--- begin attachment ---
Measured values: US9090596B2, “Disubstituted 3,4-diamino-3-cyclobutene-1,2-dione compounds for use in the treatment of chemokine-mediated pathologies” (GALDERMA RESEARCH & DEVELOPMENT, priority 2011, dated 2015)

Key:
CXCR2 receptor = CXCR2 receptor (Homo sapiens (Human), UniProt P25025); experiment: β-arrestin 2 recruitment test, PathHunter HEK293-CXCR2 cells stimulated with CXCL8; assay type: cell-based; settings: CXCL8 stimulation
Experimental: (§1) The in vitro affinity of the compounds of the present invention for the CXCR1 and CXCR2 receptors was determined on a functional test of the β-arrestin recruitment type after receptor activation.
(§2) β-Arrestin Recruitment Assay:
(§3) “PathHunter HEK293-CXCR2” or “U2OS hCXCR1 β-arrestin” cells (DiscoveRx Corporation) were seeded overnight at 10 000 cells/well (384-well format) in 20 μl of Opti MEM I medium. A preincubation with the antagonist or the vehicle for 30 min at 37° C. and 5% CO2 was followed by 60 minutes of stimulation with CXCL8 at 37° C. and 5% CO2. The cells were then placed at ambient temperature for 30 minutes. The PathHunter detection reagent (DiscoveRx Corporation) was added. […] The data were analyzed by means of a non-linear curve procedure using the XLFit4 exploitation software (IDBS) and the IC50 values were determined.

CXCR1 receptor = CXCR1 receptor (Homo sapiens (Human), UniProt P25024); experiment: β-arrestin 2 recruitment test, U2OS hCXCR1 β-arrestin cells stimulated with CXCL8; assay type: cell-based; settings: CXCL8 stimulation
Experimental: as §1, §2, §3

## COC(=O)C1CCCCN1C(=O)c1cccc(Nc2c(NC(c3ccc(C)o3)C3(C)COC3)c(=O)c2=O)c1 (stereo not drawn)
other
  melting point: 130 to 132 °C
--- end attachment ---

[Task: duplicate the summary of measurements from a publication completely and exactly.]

Measured values: US9090596B2, “Disubstituted 3,4-diamino-3-cyclobutene-1,2-dione compounds for use in the treatment of chemokine-mediated pathologies” (GALDERMA RESEARCH & DEVELOPMENT, priority 2011, dated 2015)

Key:
CXCR2 receptor = CXCR2 receptor (Homo sapiens (Human), UniProt P25025); experiment: β-arrestin 2 recruitment test, PathHunter HEK293-CXCR2 cells stimulated with CXCL8; assay type: cell-based; settings: CXCL8 stimulation
Experimental: (§1) The in vitro affinity of the compounds of the present invention for the CXCR1 and CXCR2 receptors was determined on a functional test of the β-arrestin recruitment type after receptor activation.
(§2) β-Arrestin Recruitment Assay:
(§3) “PathHunter HEK293-CXCR2” or “U2OS hCXCR1 β-arrestin” cells (DiscoveRx Corporation) were seeded overnight at 10 000 cells/well (384-well format) in 20 μl of Opti MEM I medium. A preincubation with the antagonist or the vehicle for 30 min at 37° C. and 5% CO2 was followed by 60 minutes of stimulation with CXCL8 at 37° C. and 5% CO2. The cells were then placed at ambient temperature for 30 minutes. The PathHunter detection reagent (DiscoveRx Corporation) was added. […] The data were analyzed by means of a non-linear curve procedure using the XLFit4 exploitation software (IDBS) and the IC50 values were determined.

CXCR1 receptor = CXCR1 receptor (Homo sapiens (Human), UniProt P25024); experiment: β-arrestin 2 recruitment test, U2OS hCXCR1 β-arrestin cells stimulated with CXCL8; assay type: cell-based; settings: CXCL8 stimulation
Experimental: as §1, §2, §3

## COC(=O)C1CCCCN1C(=O)c1cccc(Nc2c(NC(c3ccc(C)o3)C3(C)COC3)c(=O)c2=O)c1 (stereo not drawn)
other
  melting point: 130 to 132 °C